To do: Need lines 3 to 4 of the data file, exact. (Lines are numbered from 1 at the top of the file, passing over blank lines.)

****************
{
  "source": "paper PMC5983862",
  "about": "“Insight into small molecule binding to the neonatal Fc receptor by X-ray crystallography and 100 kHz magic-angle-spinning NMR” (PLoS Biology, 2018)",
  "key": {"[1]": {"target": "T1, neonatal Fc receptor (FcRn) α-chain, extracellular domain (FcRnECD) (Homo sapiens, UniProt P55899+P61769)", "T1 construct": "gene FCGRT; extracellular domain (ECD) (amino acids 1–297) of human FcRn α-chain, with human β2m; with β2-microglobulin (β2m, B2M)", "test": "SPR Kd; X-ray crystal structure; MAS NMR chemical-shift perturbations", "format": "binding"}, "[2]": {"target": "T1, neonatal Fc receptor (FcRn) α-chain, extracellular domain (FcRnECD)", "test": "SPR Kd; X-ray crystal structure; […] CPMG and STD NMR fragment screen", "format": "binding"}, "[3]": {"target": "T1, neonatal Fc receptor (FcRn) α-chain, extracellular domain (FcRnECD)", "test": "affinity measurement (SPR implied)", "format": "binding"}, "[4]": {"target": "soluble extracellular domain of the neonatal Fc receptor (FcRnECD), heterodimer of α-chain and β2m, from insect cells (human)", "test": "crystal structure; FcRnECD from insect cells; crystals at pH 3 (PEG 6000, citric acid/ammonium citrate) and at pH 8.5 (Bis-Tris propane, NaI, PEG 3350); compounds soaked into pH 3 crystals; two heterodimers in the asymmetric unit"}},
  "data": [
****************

  "about": "“Insight into small molecule binding to the neonatal Fc receptor by X-ray crystallography and 100 kHz magic-angle-spinning NMR” (PLoS Biology, 2018)",
  "key": {"[1]": {"target": "T1, neonatal Fc receptor (FcRn) α-chain, extracellular domain (FcRnECD) (Homo sapiens, UniProt P55899+P61769)", "T1 construct": "gene FCGRT; extracellular domain (ECD) (amino acids 1–297) of human FcRn α-chain, with human β2m; with β2-microglobulin (β2m, B2M)", "test": "SPR Kd; X-ray crystal structure; MAS NMR chemical-shift perturbations", "format": "binding"}, "[2]": {"target": "T1, neonatal Fc receptor (FcRn) α-chain, extracellular domain (FcRnECD)", "test": "SPR Kd; X-ray crystal structure; […] CPMG and STD NMR fragment screen", "format": "binding"}, "[3]": {"target": "T1, neonatal Fc receptor (FcRn) α-chain, extracellular domain (FcRnECD)", "test": "affinity measurement (SPR implied)", "format": "binding"}, "[4]": {"target": "soluble extracellular domain of the neonatal Fc receptor (FcRnECD), heterodimer of α-chain and β2m, from insect cells (human)", "test": "crystal structure; FcRnECD from insect cells; crystals at pH 3 (PEG 6000, citric acid/ammonium citrate) and at pH 8.5 (Bis-Tris propane, NaI, PEG 3350); compounds soaked into pH 3 crystals; two heterodimers in the asymmetric unit"}},